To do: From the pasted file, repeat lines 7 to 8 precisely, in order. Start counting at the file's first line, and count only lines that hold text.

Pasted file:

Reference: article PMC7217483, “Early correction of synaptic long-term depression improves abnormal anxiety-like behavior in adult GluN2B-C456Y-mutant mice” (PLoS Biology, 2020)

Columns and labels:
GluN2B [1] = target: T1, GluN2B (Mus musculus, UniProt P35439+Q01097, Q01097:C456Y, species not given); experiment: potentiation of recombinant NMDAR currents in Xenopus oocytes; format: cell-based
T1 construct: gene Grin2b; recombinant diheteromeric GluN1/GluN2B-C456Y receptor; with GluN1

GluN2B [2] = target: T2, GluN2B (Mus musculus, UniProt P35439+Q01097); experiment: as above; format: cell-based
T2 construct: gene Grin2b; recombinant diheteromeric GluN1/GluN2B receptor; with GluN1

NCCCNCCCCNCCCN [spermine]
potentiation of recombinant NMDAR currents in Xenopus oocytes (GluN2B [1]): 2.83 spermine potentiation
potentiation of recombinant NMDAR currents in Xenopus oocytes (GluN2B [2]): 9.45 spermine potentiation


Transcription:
NCCCNCCCCNCCCN [spermine]
potentiation of recombinant NMDAR currents in Xenopus oocytes (GluN2B [1]): 2.83 spermine potentiation